Tony Wade has always been surrounded by violence. He was raised by his grandfather in Greater Grand Crossing on Chicago’s south side, a working-class area that began losing businesses, jobs, and people in the 1970s. By the time Wade was a kid, in the 1990s and early 2000s, very few weeks passed without an armed robbery or burst of gunfire in the blocks circling his home.
Wade’s grandfather did what he could to keep his grandson out of trouble—he sent Wade to Catholic schools, pushed him to excel in his studies, required him to attend church on Sundays, and taught him to work in his carpet business. Wade became a talented basketball player and spent as much time as he could on the court. “I didn’t really have time to run the streets,” Wade says.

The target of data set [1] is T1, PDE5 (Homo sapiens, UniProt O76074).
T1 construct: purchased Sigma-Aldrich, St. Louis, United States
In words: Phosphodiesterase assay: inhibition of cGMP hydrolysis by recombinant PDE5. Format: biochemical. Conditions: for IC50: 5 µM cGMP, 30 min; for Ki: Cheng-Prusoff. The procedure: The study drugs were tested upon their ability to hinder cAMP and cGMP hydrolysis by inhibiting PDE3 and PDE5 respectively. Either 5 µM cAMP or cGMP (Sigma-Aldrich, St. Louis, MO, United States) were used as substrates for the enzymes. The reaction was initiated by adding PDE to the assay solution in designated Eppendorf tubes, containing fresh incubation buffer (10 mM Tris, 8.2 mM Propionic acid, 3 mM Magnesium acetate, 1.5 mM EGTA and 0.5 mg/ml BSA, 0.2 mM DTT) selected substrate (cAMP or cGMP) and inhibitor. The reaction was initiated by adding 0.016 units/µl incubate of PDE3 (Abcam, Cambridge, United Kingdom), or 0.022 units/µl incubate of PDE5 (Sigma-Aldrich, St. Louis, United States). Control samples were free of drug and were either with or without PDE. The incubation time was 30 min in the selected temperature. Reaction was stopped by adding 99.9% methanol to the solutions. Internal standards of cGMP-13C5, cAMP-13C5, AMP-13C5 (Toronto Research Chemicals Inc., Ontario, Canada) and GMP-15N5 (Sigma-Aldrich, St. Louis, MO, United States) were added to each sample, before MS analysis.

But it was impossible to ignore what was happening in them. Divisions and allegiances started forming even before the kids in the neighborhood around Cottage Grove and 75th hit their teens. “It was like, they was on that side of Cottage Grove, we was on this side of Cottage Grove,” Wade says. “It was like a turning point when they joined a gang and they was an opposite gang to us. It started from there.”